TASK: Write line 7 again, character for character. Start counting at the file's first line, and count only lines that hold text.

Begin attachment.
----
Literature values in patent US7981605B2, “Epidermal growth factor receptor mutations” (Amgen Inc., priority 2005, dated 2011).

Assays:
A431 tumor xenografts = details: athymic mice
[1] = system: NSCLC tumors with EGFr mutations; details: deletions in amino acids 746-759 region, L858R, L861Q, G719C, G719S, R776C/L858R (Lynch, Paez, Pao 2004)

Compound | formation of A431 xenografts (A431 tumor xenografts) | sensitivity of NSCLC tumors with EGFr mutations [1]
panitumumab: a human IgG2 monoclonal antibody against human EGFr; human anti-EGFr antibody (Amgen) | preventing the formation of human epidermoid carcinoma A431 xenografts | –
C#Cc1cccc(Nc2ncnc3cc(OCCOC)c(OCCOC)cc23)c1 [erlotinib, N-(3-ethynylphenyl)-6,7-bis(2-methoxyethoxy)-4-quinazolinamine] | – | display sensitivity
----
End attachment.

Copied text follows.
C#Cc1cccc(Nc2ncnc3cc(OCCOC)c(OCCOC)cc23)c1 [erlotinib, N-(3-ethynylphenyl)-6,7-bis(2-methoxyethoxy)-4-quinazolinamine] | – | display sensitivity